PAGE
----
New research shows that mobile app use in the U.S. rose 35 percent this year, which means people are now spending nearly as much time in apps as watching the boob tube.
By Dara Kerr
According to mobile analytics firm Flurry, the time people spend on mobile apps is now nearly neck-in-neck with time spent watching television.
"With new content released via thousands of new apps each day, we expect this trend to continue," Flurry CEO Simon Khalaf wrote in a blog post today. "In fact, we ultimately expect apps on tablets and smartphones to challenge broadcast television as the dominant channel for media consumption."
Flurry's numbers, which are based on data from more than 250,000 apps, show that time spent on mobile apps by people in the U.S. rose 35 percent from 94 minutes per day to 127 minutes, while time spent watching TV remained static. Also, time spent on mobile apps dominated time spent on the Internet with a desktop computer; in total, people used their mobile apps 1.8 times more than the Web. This news comes as Internet guru Mary Meeker reported this week that 13 percent of all Internet traffic is now executed from a mobile device, up from 4 percent just two years ago.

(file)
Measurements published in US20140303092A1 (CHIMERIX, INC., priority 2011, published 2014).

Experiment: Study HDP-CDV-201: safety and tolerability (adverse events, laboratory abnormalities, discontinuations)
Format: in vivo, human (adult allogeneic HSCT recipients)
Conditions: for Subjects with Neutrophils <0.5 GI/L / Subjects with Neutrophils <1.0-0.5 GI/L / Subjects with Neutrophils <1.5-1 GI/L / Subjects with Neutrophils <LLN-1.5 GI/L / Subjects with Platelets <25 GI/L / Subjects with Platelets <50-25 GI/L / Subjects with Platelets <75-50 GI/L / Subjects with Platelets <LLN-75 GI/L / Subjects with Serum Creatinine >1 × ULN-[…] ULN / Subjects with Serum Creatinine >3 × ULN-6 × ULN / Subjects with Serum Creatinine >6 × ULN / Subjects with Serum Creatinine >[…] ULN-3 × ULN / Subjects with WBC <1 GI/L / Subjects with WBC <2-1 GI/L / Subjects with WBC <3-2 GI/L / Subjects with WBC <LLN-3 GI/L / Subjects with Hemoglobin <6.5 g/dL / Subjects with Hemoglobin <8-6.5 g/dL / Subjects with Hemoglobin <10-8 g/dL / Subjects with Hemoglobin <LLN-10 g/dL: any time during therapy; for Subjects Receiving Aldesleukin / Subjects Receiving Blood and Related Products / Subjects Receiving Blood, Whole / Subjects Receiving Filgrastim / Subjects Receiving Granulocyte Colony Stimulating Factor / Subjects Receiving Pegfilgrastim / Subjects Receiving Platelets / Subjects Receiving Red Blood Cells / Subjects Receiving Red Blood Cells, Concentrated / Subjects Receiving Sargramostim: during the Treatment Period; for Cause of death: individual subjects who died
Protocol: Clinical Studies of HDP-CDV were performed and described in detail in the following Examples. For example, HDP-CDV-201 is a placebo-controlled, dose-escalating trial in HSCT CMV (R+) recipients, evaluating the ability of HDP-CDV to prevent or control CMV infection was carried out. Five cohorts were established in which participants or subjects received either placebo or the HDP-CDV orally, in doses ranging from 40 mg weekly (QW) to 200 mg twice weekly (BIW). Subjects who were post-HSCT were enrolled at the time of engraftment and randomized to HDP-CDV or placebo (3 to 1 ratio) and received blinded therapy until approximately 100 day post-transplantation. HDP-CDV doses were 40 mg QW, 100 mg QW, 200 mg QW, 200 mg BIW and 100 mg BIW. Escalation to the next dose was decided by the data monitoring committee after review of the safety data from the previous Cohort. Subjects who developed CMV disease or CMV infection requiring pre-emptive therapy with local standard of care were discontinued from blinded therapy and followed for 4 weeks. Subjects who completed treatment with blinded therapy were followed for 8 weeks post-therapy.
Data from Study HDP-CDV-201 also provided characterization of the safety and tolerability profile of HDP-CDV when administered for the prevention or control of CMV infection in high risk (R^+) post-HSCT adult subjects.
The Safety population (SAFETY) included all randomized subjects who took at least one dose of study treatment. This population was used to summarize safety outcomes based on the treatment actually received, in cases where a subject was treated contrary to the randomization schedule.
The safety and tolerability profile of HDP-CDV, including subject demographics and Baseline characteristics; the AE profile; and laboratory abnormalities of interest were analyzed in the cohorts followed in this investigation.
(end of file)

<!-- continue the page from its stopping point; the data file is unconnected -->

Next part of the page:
Flurry speculates that tablets are one of the drivers of app growth. As more TV-style apps and connected TVs become available, Flurry believes the app trend will just continue on the up-and-up.
"Mobile and apps are gobbling up the web and consumer Internet, and that's where the opportunity is," Khalaf wrote. "And the opportunity has never been bigger. All around me, I see entrepreneurs living it, loving it and collecting it '99 cents' at a time."